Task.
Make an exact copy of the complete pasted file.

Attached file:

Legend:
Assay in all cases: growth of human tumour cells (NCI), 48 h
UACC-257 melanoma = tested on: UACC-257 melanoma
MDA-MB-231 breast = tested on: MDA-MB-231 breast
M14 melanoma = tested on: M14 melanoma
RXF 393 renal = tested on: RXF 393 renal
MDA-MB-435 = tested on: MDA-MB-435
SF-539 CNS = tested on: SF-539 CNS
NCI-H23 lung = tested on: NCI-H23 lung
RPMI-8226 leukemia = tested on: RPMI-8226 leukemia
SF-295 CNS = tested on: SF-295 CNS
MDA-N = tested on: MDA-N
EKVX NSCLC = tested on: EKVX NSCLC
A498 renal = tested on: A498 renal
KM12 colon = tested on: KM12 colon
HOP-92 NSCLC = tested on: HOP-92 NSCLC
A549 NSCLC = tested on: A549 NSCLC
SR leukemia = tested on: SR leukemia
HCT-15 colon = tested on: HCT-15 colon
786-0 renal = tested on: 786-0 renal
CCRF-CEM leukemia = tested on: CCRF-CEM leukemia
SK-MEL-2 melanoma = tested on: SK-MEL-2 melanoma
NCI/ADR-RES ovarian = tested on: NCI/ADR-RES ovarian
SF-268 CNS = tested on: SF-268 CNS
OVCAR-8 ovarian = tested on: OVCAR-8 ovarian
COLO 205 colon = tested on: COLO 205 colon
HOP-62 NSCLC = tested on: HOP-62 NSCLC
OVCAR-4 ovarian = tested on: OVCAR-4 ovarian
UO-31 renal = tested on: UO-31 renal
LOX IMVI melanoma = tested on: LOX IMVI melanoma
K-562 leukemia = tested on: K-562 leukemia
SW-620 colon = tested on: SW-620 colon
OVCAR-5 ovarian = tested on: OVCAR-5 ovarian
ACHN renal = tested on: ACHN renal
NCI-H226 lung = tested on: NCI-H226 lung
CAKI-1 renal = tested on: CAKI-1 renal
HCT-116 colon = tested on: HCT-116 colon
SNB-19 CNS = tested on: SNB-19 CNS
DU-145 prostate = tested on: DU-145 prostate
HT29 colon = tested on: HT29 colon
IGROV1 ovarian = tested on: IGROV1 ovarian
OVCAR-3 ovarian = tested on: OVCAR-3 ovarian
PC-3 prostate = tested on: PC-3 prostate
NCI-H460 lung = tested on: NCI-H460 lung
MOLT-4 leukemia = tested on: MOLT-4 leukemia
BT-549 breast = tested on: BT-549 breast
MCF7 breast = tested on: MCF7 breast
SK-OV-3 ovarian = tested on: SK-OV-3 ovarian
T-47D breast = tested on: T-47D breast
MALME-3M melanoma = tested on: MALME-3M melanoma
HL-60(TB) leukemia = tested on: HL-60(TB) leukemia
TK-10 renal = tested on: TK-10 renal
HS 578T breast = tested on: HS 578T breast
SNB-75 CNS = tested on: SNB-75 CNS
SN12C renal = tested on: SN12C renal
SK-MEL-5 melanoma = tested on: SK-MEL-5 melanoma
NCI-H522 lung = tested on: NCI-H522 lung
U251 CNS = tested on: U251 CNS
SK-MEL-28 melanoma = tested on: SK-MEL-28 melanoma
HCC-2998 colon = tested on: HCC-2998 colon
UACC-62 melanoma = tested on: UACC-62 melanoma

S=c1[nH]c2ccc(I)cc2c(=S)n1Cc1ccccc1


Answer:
Legend:
Assay in all cases: growth of human tumour cells (NCI), 48 h
UACC-257 melanoma = tested on: UACC-257 melanoma
MDA-MB-231 breast = tested on: MDA-MB-231 breast
M14 melanoma = tested on: M14 melanoma
RXF 393 renal = tested on: RXF 393 renal
MDA-MB-435 = tested on: MDA-MB-435
SF-539 CNS = tested on: SF-539 CNS
NCI-H23 lung = tested on: NCI-H23 lung
RPMI-8226 leukemia = tested on: RPMI-8226 leukemia
SF-295 CNS = tested on: SF-295 CNS
MDA-N = tested on: MDA-N
EKVX NSCLC = tested on: EKVX NSCLC
A498 renal = tested on: A498 renal
KM12 colon = tested on: KM12 colon
HOP-92 NSCLC = tested on: HOP-92 NSCLC
A549 NSCLC = tested on: A549 NSCLC
SR leukemia = tested on: SR leukemia
HCT-15 colon = tested on: HCT-15 colon
786-0 renal = tested on: 786-0 renal
CCRF-CEM leukemia = tested on: CCRF-CEM leukemia
SK-MEL-2 melanoma = tested on: SK-MEL-2 melanoma
NCI/ADR-RES ovarian = tested on: NCI/ADR-RES ovarian
SF-268 CNS = tested on: SF-268 CNS
OVCAR-8 ovarian = tested on: OVCAR-8 ovarian
COLO 205 colon = tested on: COLO 205 colon
HOP-62 NSCLC = tested on: HOP-62 NSCLC
OVCAR-4 ovarian = tested on: OVCAR-4 ovarian
UO-31 renal = tested on: UO-31 renal
LOX IMVI melanoma = tested on: LOX IMVI melanoma
K-562 leukemia = tested on: K-562 leukemia
SW-620 colon = tested on: SW-620 colon
OVCAR-5 ovarian = tested on: OVCAR-5 ovarian
ACHN renal = tested on: ACHN renal
NCI-H226 lung = tested on: NCI-H226 lung
CAKI-1 renal = tested on: CAKI-1 renal
HCT-116 colon = tested on: HCT-116 colon
SNB-19 CNS = tested on: SNB-19 CNS
DU-145 prostate = tested on: DU-145 prostate
HT29 colon = tested on: HT29 colon
IGROV1 ovarian = tested on: IGROV1 ovarian
OVCAR-3 ovarian = tested on: OVCAR-3 ovarian
PC-3 prostate = tested on: PC-3 prostate
NCI-H460 lung = tested on: NCI-H460 lung
MOLT-4 leukemia = tested on: MOLT-4 leukemia
BT-549 breast = tested on: BT-549 breast
MCF7 breast = tested on: MCF7 breast
SK-OV-3 ovarian = tested on: SK-OV-3 ovarian
T-47D breast = tested on: T-47D breast
MALME-3M melanoma = tested on: MALME-3M melanoma
HL-60(TB) leukemia = tested on: HL-60(TB) leukemia
TK-10 renal = tested on: TK-10 renal
HS 578T breast = tested on: HS 578T breast
SNB-75 CNS = tested on: SNB-75 CNS
SN12C renal = tested on: SN12C renal
SK-MEL-5 melanoma = tested on: SK-MEL-5 melanoma
NCI-H522 lung = tested on: NCI-H522 lung
U251 CNS = tested on: U251 CNS
SK-MEL-28 melanoma = tested on: SK-MEL-28 melanoma
HCC-2998 colon = tested on: HCC-2998 colon
UACC-62 melanoma = tested on: UACC-62 melanoma

S=c1[nH]c2ccc(I)cc2c(=S)n1Cc1ccccc1